With the release of Imperium this week, The Edge sat down to talk to director Daniel Ragussis about the film, politics, and where he’s going next.
Imperium is Ragussis’ first big feature film, and it’s clear that this was an important project for him. The narrative follows FBI agent Nate Foster (Daniel Radcliffe) who goes undercover to infiltrate a radical white supremacist group who are suspected of terrorist plots. Based on a story of Michael German, a real undercover FBI agent who spent 20 months undercover among white supremacists and right-wing militants, the film is steeped in realism.
Imperium is incredibly revealing in reminding audiences that ideological and militant racism is not an issue which went away after the work of the Civil Rights Movement in 1960s America. It is shocking to see that this movement is alive and kicking today, and even Daniel Ragussis himself wasn’t aware of the extent of this movement until he began research. “That was one of the things that was really shocking to me about the whole thing”, he says, “I not only discovered the size and the depth and the breadth of the community, but also the degree to which huge portions of it were middle class, or affluent, were highly educated…because I think like many people I thought this was the province of the poor and the uneducated and unfortunately it’s not”.
With the white supremacist movement being unfamiliar territory to Ragussis, he explains just how useful it was to have the insight of real undercover FBI agent Michael German when writing the screenplay, “on the one hand I was sitting down with Mike every week for four or five hours doing an extensive interview, but then parallel to that I was also doing my own research…where I amassed this huge white supremacy book shelf which always raises a few eyebrows!”.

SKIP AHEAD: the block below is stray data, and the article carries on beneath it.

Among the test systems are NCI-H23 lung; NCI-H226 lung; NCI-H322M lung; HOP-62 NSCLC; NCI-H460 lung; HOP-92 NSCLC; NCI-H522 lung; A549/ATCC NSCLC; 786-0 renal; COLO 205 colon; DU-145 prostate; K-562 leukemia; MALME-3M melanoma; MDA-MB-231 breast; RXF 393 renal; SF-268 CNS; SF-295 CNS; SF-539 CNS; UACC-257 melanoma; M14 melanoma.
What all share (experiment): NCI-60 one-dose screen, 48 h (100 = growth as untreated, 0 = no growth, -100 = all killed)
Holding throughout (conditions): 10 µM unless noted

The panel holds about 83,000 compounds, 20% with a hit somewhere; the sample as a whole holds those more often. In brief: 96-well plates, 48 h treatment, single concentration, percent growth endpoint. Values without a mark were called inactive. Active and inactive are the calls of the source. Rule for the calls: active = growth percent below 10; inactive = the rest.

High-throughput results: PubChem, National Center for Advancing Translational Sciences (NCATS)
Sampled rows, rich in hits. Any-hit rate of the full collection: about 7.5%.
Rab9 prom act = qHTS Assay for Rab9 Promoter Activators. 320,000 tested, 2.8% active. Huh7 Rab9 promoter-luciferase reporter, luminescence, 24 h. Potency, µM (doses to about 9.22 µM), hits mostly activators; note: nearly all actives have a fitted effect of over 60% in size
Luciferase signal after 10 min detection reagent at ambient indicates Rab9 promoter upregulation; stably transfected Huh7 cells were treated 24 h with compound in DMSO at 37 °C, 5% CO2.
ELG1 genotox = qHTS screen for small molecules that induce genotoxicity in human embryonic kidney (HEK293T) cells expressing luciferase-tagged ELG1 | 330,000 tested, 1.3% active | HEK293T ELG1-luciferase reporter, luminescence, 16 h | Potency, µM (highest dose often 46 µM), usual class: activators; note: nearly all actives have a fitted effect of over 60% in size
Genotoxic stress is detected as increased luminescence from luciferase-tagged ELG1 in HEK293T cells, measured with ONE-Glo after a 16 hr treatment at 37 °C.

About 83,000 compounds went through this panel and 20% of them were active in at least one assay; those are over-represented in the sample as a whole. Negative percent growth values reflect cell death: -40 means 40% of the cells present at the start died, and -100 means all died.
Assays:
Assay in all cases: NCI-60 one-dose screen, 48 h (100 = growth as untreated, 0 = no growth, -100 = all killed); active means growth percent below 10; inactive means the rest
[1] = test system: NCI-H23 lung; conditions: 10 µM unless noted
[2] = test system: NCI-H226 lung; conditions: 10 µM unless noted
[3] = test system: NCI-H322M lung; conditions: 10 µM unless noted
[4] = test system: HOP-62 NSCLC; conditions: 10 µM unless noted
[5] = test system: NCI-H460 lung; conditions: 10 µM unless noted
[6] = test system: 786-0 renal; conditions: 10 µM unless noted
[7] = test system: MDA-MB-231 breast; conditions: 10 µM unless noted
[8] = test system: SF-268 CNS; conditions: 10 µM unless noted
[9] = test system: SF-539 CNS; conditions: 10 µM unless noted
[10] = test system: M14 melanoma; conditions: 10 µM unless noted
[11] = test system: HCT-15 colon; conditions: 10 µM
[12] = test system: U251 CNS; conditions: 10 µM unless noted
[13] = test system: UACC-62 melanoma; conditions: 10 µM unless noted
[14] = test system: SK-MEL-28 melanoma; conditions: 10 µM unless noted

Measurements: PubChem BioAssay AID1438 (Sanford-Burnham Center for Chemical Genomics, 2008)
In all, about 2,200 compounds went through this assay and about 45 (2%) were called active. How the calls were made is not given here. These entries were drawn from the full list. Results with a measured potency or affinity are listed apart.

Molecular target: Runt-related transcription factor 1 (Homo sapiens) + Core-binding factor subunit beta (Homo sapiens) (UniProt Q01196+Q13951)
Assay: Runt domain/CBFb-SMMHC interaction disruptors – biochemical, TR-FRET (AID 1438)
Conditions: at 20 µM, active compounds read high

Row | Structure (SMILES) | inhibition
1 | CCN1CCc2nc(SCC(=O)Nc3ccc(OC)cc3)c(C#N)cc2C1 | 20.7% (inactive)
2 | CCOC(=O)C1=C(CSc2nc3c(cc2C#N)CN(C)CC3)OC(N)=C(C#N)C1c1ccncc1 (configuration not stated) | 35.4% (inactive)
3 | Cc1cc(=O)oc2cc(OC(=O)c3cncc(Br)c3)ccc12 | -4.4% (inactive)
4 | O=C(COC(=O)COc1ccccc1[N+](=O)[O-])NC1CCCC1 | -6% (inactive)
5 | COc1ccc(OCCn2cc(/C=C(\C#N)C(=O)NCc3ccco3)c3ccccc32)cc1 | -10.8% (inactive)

As well as first-hand experience from Michael and literature, he explains other sources of his information, “Then of course there’s the internet, where you can find online communities with millions of people in them where people are not only talking about their politics, but about their favourite painting or their favourite pieces of music or they’re exchanging recipes…so the benefit of that for a purpose like this is that you can get a very detailed and nuanced view of what these folks’ everyday life is, which is something which was really important to me to try and convey in the movie”.
The subject matter of Imperium is a sensitive one to say the least, and it couldn’t have been easy for either Radcliffe or Ragussis to work on this film, but Ragussis insists that Radcliffe’s preparation was what made the process so smooth. “He came so remarkably prepared for the role and was so committed to the role…you would think it would be difficult but it wasn’t”. Both were also incredibly committed to the research phase of the film. Ragussis explains that he made Radcliffe a “white supremacist care package” with books and materials which he sent him prior to shooting.